Four Interesting Preprints Uploaded to bioRxiv in January 2020 that Feature Ribosome Profiling (and One that Does Not)
- FMRP Control of Ribosome Translocation Promotes Chromatin Modifications and Alternative Splicing of Neuronal Genes Linked to Autism | Posted 27th January 2020
By: Sneha Shah, Gemma Molinaro, Botao Liu, Ruijia Wang, Kimberly M. Huber, Joel D. Richter
Loss of the FMR1 gene product FMRP, an RNA binding protein which inhibits polypeptide elongation, results in Fragile X Syndrome. Here, the Richter Lab out of @UMassMedical detail how they have performed ribosome profiling run off experiments on hippocampal brain slices from wild-type and Fmr-1 KO mice, finding that loss of FMRP leads to a decline of ribosome stalling on specific mRNAs.
Our study demonstrates that a reduction in ribosome stalling in the Fmr1-deficient brain results in a cascade of epigenetic and RNA processing changes that likely contribute to neurologic disease.
- Exhaustive identification of conserved upstream open reading frames with potential translational regulatory functions from animal genomes | Posted 26th January 2020
By: Hiro Takahashi, Shido Miyaki, Hitoshi Onouchi, Taichiro Motomura, Nobuo Idesako, Anna Takahashi, Masataka Murase, Shuichi Fukuyoshi, Toshinori Endo, Kenji Satou, Satoshi Naito, Motoyuki Itoh
Up until now, uORFs with conserved peptide sequences (CPuORFs) have only been identified for animals by comparing uORF sequences between a limited number of closely related species (mostly human and mouse). Researchers from the Itoh Lab out of @Chiba_Univ_PR conducted exhaustive genome-wide searches for animal uORFs conserved in various taxonomic ranges, identifying 1,425 novel CPuORFs. They subsequently carried out dual luciferase reporter assays in 17 of the CPuORFs identified in humans, finding seven of them to exert regulatory control over translation of the main protein coding ORF in a sequence dependent manner.
The data from the current study may be useful for selection of CPuORFs as potential targets for pharmaceutical drugs and for identification of regulatory CPuORFs.
- Multi-faceted deregulation of gene expression and protein synthesis with age | Posted 19th January 2020
By: Aleksandra S. Anisimova, Mark B. Meerson, Maxim V. Gerashchenko, Ivan V. Kulakovskiy, Sergey E. Dmitriev, Vadim N. Gladyshev
How protein synthesis is affected by aging and how this in turn impacts cell function remains largely unexplored. This paper, from the Gladyshev Lab out of @harvardmed used Ribo-seq to characterize age-related changes in both the transcriptome and translatome of mouse tissues over the entire lifespan, finding dozens of transcripts encoding ribosome biogenesis and protein synthesis machinery components to be down-regulated with age at the translational level. Interestingly, Ribo-Seq analyses also revealed a transcriptome-wide redistribution of footprints from the beginning to the end of mRNA coding regions.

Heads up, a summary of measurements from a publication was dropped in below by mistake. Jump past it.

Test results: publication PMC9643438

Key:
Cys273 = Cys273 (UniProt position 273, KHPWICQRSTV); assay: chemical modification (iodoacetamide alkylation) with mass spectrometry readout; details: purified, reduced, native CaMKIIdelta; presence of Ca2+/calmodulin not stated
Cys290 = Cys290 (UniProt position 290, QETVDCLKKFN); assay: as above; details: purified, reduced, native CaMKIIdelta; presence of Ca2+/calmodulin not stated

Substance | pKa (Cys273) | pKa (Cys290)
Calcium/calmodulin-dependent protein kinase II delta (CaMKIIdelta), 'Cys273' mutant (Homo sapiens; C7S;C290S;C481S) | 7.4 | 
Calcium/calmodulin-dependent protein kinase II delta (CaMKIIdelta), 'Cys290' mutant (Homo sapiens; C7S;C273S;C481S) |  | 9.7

Another important observation in our study concerns changes in the metagene profile of ribosome coverage along coding regions, pointing to a systemic alteration of translation with age.
- Ribo-ODDR: Ribo-seq focused Oligo Design pipeline for experiment-specific Depletion of Ribosomal RNAs | Posted 14th January 2020
By: Ferhat Alkan, Joana Silva, Eric Pintó Barberà, William J. Faller
The discontinuation of Illumina’s Ribo-Zero Kit for ribosomal RNA depletion was a major disruption to the ribosome profiling community, forcing researchers to come up with alternative solution for the removal of these contaminating reads. One solution is to use custom-designed biotinylated oligos complementary to the most abundant rRNA fragments. Here, the Faller Lab out of @NKI_nl present Ribo-ODDR an oligo design pipeline integrated with a user-friendly interface that assists in oligo selection for efficient experiment-specific rRNA depletion.
Ribo-ODDR gives experimenters a platform to assess the most optimal oligos, allowing for increased depth of mRNA fragment sequencing, and maximizing the information gained in Ribo-seq experiments.
Bonus: Quantifying the spatiotemporal dynamics of IRES versus Cap translation with single-molecule resolution in living cells | Posted 9th January 2020
By: Amanda Koch, Luis Aguilera, Tatsuya Morisaki, Brian Munsky, Timothy J. Stasevich
Although not a ribosome profiling paper, this work from the Stasevich Lab out of @ColoradoStateU is a must read for anyone interested in the study of translational dynamics. The paper describes development of a real-time biosensor to quantify IRES-mediated translation dynamics with single-molecule resolution in living cells. The authors anticipate this technology will find broad application, not just to better understand viral replication, but also in screens to help identify and develop novel therapeutics that selectively perturb IRES-mediated translation.
Overall, our technology to visualize when, where, and to what degree IRES-mediated translation occurs at the single-molecule level in the natural setting of living cells provides a new angle on viral translation that will complement technologies like ribosome profiling and in vitro single-molecule assays.